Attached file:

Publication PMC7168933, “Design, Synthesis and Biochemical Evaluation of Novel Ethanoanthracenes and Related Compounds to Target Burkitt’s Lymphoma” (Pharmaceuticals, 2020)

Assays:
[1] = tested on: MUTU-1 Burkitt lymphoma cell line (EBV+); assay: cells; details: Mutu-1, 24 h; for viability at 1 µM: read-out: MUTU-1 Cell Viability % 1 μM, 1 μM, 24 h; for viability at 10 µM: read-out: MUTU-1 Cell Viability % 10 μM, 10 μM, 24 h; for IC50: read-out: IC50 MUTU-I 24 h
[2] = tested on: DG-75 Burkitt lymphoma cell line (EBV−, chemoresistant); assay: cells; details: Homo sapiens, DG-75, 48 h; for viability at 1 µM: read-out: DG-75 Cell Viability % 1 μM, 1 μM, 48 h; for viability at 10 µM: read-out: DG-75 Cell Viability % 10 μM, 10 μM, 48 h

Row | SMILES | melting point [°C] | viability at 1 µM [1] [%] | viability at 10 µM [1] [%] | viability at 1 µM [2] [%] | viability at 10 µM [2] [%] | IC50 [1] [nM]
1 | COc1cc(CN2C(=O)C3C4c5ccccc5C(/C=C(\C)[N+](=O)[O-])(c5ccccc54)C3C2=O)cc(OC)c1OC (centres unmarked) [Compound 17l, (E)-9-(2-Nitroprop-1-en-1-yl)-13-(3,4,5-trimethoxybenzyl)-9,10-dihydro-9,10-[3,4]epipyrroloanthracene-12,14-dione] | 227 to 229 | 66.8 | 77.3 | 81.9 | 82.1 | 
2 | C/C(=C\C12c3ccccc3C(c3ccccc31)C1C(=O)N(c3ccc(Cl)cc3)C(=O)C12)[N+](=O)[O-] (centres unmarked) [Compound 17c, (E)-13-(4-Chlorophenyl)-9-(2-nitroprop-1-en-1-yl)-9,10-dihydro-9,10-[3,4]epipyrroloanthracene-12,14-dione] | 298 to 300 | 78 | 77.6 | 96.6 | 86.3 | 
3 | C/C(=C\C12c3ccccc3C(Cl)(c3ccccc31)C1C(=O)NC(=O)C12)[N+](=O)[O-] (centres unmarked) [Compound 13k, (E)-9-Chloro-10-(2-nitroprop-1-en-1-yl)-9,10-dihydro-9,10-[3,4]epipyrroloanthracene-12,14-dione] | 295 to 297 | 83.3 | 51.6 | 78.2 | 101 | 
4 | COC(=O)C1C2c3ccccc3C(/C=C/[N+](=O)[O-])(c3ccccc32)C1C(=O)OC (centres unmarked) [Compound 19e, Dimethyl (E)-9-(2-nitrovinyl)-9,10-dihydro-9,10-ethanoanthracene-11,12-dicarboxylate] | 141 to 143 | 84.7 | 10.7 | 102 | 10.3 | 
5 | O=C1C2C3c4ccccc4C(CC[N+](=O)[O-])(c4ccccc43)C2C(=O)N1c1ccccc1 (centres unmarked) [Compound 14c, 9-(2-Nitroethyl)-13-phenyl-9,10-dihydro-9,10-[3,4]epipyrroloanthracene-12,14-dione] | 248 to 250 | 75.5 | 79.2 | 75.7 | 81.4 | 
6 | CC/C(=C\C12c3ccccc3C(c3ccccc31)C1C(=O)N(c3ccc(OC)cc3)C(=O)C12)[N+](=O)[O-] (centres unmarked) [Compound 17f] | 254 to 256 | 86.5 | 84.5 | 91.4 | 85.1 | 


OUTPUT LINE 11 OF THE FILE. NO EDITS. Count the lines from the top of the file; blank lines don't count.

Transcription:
6 | CC/C(=C\C12c3ccccc3C(c3ccccc31)C1C(=O)N(c3ccc(OC)cc3)C(=O)C12)[N+](=O)[O-] (centres unmarked) [Compound 17f] | 254 to 256 | 86.5 | 84.5 | 91.4 | 85.1 | 